“I like most of what the president has proposed,” said Beaufort Longest, a University of Pittsburgh Health Policy & Management professor, and director of the university’s Health Policy Institute. “Expanding health care coverage is much needed, particularly with what’s happening with the economy, and simultaneously, he wants to make the system more efficient.”

“The way President Obama’s plan has been crafted, we could embrace it as a program for change,” said Carolyn Scanlan, CEO of the hospital trade group Hospital & Healthsystem Association of Pennsylvania.

“Obama is aiming to get universal coverage, which is good during a time of economic crisis when people are losing their jobs,” said Regina Herzlinger, a Harvard Business School Business Administration professor, and an acknowledged health care expert. “But he relies excessively on the government, the care provider and the regulator.”

The president includes about $150 billion in the $790 billion economic stimulus package for health care-related stimuli, including $86 billion to prop up Medicaid, the federal-state medical program for the poor, another $50 billion for health care-related information technology, and the remaining $14 billion for miscellaneous projects, Herzlinger said.

Employers of a certain size would be required either to provide employee insurance, or pay toward the cost of a public plan. “We’re concerned with the implementation of the Obama plan,” said Lee Taddonio, president of SMC Business Councils, a Churchill-based organization representing smaller businesses in Pennsylvania.

“With health care, cost is everything — everything else is just rearranging the deck chairs on the Titanic,” Taddonio said. “He’s mandating that a small business has to pay if it doesn’t offer coverage, but how much?”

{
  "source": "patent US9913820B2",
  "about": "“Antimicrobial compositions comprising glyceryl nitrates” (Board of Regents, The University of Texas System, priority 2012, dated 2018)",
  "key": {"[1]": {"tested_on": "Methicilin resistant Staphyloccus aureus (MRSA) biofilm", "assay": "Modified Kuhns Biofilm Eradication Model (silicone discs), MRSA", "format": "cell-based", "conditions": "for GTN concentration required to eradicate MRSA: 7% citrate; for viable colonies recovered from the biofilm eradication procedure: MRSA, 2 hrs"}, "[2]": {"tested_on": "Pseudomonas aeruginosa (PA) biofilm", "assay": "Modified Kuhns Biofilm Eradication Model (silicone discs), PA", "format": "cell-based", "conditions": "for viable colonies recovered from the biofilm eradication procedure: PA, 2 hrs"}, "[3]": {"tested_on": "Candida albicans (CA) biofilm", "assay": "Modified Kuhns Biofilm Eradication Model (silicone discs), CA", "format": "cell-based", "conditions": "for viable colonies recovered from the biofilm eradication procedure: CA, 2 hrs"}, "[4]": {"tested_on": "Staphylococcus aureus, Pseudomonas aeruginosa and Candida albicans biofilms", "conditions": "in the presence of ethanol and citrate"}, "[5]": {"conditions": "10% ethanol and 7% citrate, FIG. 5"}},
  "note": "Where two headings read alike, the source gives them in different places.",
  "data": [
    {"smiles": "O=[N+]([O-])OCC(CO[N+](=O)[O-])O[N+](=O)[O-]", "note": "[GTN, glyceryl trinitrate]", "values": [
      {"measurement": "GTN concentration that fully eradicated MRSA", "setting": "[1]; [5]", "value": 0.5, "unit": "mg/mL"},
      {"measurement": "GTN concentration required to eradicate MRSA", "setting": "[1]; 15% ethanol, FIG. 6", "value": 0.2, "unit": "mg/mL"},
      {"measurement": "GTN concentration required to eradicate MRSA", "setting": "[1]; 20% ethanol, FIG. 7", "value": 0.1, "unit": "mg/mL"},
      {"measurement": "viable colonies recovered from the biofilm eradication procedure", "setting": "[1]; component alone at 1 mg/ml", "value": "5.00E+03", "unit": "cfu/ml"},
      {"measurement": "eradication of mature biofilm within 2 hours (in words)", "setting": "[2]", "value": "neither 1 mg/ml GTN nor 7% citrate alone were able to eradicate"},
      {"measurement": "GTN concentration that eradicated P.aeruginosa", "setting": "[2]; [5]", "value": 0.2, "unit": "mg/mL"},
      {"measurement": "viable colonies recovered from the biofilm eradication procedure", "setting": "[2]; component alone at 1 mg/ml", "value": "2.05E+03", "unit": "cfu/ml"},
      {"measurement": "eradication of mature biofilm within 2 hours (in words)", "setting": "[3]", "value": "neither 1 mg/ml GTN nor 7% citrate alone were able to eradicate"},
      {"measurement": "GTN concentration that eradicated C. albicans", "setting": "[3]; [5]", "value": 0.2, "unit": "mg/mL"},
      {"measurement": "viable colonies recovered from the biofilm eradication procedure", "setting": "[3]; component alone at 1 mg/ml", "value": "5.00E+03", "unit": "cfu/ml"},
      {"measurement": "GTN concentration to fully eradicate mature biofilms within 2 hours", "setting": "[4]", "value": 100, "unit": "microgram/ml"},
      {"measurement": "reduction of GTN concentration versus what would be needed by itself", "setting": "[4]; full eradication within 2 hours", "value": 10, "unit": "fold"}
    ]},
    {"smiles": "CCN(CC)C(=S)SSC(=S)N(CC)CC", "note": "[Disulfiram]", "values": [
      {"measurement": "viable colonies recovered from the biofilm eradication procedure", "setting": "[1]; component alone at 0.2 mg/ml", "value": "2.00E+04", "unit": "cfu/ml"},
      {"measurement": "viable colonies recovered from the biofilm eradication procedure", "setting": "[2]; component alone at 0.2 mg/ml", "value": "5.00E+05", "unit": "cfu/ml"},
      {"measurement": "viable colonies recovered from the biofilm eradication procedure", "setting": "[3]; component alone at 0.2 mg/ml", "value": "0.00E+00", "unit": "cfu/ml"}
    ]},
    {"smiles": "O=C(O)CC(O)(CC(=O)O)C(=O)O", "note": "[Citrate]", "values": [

The president’s proposals also include a number of quality initiatives designed to improve health care quality and lower costs, such as disease management programs, transparency concerning costs and quality, improved patient safety, and reducing disparities in health care treatments for the same illness.

“Why will Obama be any more successful with quality initiatives than those who’ve been tackling these things for years, with no new ideas and no ‘silver bullet?’ ” Laszewski asked.

Obama pegs the annual cost of his reform plan at about $65 billion, but Laszewski believes that figure is in the $100 billion range.

Harvard’s Herzlinger added that recent surveys have found up to 42 percent of all physicians once participating in Medicaid have backed out of the program, due to what she called its “terrible pay.”

And what about the Federal Health Board? Herzlinger and the Pacific Research Institute’s Pipes urged extreme caution.

“The federal government will control all expenditures for health care, a board will tell people what they can and can’t buy,” said Herzlinger.

Rick Stouffer can be reached at mailto:rstouffer@tribweb.com or 412-320-7853.

Nothing contained in this blog is to be construed as necessarily reflecting the views of the Pacific Research Institute or as an attempt to thwart or aid the passage of any legislation.